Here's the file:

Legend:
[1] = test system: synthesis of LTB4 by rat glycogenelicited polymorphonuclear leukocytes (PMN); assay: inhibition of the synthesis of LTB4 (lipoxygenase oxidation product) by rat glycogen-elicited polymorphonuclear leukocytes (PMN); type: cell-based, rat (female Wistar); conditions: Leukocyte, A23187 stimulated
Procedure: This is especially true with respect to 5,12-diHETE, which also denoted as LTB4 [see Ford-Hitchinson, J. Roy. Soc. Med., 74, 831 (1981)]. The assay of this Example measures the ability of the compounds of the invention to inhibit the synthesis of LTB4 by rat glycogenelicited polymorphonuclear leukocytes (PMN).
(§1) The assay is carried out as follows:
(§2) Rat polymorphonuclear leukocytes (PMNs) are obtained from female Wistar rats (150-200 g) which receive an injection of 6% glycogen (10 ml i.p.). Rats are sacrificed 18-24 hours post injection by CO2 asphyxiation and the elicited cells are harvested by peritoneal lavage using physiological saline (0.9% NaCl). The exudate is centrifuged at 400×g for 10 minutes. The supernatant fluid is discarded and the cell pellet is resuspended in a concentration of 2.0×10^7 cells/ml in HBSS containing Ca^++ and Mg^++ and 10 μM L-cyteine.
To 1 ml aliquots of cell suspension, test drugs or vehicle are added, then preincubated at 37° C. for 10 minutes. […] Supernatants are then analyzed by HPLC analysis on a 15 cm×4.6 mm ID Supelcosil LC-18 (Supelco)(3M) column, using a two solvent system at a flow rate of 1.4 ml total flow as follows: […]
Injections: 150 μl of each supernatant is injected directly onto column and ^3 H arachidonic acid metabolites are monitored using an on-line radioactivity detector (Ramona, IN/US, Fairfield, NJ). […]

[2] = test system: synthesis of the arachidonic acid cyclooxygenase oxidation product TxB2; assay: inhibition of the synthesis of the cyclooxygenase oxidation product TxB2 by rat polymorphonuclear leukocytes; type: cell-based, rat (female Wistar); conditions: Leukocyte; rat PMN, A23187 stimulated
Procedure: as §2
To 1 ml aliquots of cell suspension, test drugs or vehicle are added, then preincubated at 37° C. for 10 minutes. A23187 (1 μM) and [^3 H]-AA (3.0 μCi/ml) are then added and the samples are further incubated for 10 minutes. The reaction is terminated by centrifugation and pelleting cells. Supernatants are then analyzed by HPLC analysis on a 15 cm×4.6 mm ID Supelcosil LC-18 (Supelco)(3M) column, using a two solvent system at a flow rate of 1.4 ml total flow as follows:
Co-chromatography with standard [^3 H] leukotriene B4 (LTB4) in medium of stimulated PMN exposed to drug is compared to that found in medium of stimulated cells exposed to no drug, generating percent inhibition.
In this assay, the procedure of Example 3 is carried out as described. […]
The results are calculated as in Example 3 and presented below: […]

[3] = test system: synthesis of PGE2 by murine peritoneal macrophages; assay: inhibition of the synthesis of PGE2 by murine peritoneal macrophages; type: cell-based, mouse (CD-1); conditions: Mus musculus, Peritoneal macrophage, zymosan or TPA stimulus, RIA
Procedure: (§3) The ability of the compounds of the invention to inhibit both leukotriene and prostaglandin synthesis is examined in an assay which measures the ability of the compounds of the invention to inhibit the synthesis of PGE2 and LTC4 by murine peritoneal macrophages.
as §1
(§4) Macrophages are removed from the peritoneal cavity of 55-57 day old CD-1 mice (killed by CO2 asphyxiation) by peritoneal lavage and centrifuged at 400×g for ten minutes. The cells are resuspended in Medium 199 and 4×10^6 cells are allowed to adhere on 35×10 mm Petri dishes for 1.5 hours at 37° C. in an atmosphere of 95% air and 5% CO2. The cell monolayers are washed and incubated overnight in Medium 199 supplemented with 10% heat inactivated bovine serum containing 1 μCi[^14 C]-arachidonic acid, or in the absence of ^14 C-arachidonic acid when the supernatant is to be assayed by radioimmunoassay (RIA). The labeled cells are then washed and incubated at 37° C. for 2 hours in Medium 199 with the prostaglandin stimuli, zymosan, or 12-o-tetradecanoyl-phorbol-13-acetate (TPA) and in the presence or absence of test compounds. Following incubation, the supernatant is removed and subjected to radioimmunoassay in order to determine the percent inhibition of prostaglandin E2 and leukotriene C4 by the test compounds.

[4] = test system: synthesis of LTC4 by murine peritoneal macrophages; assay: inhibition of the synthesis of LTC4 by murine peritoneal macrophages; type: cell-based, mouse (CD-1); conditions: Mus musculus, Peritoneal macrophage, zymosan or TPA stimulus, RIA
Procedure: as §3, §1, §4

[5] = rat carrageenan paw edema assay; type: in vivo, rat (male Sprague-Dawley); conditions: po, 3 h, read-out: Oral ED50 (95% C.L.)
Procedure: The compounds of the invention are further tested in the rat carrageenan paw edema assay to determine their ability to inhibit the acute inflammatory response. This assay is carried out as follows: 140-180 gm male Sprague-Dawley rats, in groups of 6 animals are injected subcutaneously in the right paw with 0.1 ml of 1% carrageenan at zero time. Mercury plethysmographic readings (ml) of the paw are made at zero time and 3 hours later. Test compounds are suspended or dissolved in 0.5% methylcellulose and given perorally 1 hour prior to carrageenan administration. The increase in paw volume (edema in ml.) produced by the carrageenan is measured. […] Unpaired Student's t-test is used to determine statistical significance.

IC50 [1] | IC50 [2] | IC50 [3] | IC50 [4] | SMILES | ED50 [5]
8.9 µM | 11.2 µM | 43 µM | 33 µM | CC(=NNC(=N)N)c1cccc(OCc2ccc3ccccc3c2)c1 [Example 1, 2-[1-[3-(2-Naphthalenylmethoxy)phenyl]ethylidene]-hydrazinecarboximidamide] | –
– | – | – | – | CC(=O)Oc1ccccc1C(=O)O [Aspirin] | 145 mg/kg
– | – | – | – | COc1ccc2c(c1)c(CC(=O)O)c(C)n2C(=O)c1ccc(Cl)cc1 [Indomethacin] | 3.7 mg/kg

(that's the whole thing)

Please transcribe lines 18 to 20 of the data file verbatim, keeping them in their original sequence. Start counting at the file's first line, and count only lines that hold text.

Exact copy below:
[4] = test system: synthesis of LTC4 by murine peritoneal macrophages; assay: inhibition of the synthesis of LTC4 by murine peritoneal macrophages; type: cell-based, mouse (CD-1); conditions: Mus musculus, Peritoneal macrophage, zymosan or TPA stimulus, RIA
Procedure: as §3, §1, §4

[5] = rat carrageenan paw edema assay; type: in vivo, rat (male Sprague-Dawley); conditions: po, 3 h, read-out: Oral ED50 (95% C.L.)